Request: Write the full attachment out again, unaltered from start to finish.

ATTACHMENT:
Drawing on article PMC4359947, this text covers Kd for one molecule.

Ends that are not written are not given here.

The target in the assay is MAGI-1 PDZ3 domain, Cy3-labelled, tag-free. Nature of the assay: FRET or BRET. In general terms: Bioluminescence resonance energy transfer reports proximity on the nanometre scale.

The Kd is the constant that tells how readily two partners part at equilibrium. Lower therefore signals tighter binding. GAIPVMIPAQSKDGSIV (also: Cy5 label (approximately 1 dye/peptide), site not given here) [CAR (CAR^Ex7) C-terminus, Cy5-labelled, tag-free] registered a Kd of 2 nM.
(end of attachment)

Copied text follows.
Drawing on article PMC4359947, this text covers Kd for one molecule.

Ends that are not written are not given here.

The target in the assay is MAGI-1 PDZ3 domain, Cy3-labelled, tag-free. Nature of the assay: FRET or BRET. In general terms: Bioluminescence resonance energy transfer reports proximity on the nanometre scale.

The Kd is the constant that tells how readily two partners part at equilibrium. Lower therefore signals tighter binding. GAIPVMIPAQSKDGSIV (also: Cy5 label (approximately 1 dye/peptide), site not given here) [CAR (CAR^Ex7) C-terminus, Cy5-labelled, tag-free] registered a Kd of 2 nM.